Shortly, a traditional park bandstand appears between the river and the path, dating from the early 1920s. Back then, as many as 5,000 people attended brass band concerts here. But interest in such music gradually dwindled and by 1997 the stand was so badly decayed that the council decided to demolish it. The proposal prompted the formation of the Friends of Hilly Fields campaign group, which was ultimately successful not only in resisting demolition but also in securing a grant from the Heritage Lottery Fund to restore the structure, and since 2001 there’s been a regular programme of summer concerts and other events.

Rose and Crown pub, Clay Hill.

The park and the surrounding streets now form part of the Clay Hill Conservation Area. The interwar suburban growth of London reaches immediately to the southeast here, but the scene in front of you as you leave the park still almost looks like a country lane. Here, the road known as Clay Hill dips into a hollow, Beggars Hollow, to cross the Turkey Brook, creating a dramatic setting for the Grade II-listed Rose and Crown pub, made from a low-slung and delightfully irregular string of rustic cottages.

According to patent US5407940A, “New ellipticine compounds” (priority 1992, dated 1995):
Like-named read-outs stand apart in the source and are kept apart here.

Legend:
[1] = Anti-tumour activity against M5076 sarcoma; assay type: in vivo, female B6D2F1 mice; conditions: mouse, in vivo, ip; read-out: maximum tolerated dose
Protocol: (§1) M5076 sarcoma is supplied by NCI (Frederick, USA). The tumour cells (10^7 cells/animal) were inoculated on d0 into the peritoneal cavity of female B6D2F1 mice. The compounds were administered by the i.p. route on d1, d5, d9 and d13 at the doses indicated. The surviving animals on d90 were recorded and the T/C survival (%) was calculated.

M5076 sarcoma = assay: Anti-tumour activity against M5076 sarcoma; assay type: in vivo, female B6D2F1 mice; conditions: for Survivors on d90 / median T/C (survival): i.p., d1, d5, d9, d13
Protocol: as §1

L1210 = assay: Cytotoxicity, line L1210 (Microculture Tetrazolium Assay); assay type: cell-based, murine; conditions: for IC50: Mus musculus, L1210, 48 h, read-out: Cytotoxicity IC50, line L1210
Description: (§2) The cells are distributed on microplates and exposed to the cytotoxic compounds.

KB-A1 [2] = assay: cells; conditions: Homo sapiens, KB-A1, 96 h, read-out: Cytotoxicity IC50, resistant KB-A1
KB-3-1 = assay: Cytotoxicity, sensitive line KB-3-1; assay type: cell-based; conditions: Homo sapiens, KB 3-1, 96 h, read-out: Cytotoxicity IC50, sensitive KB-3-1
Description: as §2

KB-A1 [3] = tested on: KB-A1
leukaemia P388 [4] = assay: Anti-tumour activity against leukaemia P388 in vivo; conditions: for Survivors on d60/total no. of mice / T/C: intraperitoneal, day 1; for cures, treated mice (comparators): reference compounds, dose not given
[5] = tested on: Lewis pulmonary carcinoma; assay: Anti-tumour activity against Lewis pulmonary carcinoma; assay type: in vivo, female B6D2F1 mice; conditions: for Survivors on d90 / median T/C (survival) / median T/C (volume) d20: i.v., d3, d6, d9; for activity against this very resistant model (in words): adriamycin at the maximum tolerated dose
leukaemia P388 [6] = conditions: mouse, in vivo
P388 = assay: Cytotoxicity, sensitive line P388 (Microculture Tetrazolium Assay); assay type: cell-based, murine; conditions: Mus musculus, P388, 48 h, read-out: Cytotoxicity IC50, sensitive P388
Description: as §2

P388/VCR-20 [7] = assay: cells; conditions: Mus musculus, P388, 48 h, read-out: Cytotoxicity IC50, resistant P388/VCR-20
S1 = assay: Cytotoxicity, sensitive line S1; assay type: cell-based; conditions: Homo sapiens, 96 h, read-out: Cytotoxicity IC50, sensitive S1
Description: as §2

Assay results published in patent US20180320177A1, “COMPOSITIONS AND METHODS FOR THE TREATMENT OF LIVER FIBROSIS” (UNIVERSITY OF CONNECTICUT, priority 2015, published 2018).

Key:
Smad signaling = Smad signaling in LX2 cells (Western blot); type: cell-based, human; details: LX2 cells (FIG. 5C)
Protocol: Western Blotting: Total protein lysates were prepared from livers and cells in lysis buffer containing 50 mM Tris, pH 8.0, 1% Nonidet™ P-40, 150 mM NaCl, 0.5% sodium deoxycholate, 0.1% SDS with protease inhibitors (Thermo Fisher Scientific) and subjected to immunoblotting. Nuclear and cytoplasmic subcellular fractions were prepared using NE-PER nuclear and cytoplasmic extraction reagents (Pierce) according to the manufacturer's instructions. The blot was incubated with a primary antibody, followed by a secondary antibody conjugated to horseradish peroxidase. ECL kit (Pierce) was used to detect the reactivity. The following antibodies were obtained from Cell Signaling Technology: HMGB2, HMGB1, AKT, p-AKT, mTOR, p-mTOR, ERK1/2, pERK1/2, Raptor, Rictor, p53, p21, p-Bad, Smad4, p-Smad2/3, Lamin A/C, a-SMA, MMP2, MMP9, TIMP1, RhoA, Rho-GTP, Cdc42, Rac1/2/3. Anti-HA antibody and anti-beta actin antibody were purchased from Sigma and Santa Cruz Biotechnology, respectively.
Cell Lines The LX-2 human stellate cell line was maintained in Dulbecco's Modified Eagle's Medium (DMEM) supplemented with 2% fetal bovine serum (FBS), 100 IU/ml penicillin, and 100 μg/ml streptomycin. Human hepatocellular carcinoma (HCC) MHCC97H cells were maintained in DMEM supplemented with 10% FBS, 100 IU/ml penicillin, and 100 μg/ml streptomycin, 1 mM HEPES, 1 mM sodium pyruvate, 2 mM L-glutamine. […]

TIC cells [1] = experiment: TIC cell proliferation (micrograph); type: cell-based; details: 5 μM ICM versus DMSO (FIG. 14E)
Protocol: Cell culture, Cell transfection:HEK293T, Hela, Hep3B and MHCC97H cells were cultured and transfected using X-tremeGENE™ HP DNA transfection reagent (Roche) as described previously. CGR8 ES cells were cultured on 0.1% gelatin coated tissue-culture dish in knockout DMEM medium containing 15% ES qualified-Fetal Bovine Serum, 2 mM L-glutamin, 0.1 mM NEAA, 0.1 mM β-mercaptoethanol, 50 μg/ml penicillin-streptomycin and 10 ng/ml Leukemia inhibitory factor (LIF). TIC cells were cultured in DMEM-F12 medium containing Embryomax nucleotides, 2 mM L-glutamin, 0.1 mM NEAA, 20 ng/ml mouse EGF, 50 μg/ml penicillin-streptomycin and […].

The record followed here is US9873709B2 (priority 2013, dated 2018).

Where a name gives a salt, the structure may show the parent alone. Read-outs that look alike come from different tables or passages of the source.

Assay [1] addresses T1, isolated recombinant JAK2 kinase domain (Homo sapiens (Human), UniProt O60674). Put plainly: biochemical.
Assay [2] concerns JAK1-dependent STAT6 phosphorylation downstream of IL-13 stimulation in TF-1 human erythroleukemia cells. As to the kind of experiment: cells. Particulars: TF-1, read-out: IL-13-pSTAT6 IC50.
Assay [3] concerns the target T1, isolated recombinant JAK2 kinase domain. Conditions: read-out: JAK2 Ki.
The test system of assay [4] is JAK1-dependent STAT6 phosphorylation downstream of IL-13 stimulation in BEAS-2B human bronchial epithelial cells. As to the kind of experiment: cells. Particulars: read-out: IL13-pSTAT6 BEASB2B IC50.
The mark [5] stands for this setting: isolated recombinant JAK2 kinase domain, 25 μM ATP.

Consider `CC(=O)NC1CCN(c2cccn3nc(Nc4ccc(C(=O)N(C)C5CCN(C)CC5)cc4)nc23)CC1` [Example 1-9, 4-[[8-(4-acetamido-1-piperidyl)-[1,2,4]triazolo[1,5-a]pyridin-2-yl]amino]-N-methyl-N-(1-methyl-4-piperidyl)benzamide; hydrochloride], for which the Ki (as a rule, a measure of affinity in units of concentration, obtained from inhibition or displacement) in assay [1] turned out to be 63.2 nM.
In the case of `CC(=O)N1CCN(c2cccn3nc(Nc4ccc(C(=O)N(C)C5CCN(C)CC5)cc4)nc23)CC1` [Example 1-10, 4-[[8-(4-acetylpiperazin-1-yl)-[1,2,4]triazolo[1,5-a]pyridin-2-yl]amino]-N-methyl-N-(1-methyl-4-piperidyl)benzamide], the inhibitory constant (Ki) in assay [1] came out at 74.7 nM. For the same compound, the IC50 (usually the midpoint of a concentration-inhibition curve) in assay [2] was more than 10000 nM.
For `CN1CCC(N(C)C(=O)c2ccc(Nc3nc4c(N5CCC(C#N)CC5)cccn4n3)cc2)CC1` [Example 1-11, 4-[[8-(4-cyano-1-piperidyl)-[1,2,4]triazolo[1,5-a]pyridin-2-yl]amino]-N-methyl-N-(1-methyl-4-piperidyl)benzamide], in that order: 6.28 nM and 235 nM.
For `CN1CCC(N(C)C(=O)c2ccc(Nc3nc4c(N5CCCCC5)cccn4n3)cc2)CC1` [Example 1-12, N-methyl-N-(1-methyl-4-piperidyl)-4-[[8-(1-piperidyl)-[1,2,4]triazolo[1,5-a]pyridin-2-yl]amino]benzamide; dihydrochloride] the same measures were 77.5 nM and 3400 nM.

The oldest part, on the left with the dormer windows, is a timber-framed building from the 17th century or earlier, with a 18th century brick front. The taller building was tacked on in the early 19th century. The interior has been altered many times, and for much of the early 21st century the pub was neglected and seemed likely to be lost, but when I last passed by it had been spruced up under new management. Almost opposite is the ornamental Gothic-flavoured early 19th century Clay Hill House Lodge and there are more historic buildings along the road and off the trail to left and right. The character of this area is partly due to its relative remoteness from public transport into the early years of the 20th century, but also to the old Enfield council’s foresight in conserving land like Hilly Fields Park in advance of the post-war Green Belt.

Forty Hall

Tudor-era ponds adjacent to the site of the lost Elsyng Palace

On the other side of the road and behind the pub, the Loop enters Forty Hall Park, another fine remnant of a country estate with links to the Tudors and their sporting enthusiasms. Back in the 14th century this was a separate manor on the edge of Enfield Chase known as Elsyng, after the family name of its lords. Among its occupants was Thomas Lovell who in the 1490s held a variety of important posts including Chancellor of the Exchequer and Steward of the Royal Household, and the first Tudor king, Henry VII, was a regular visitor.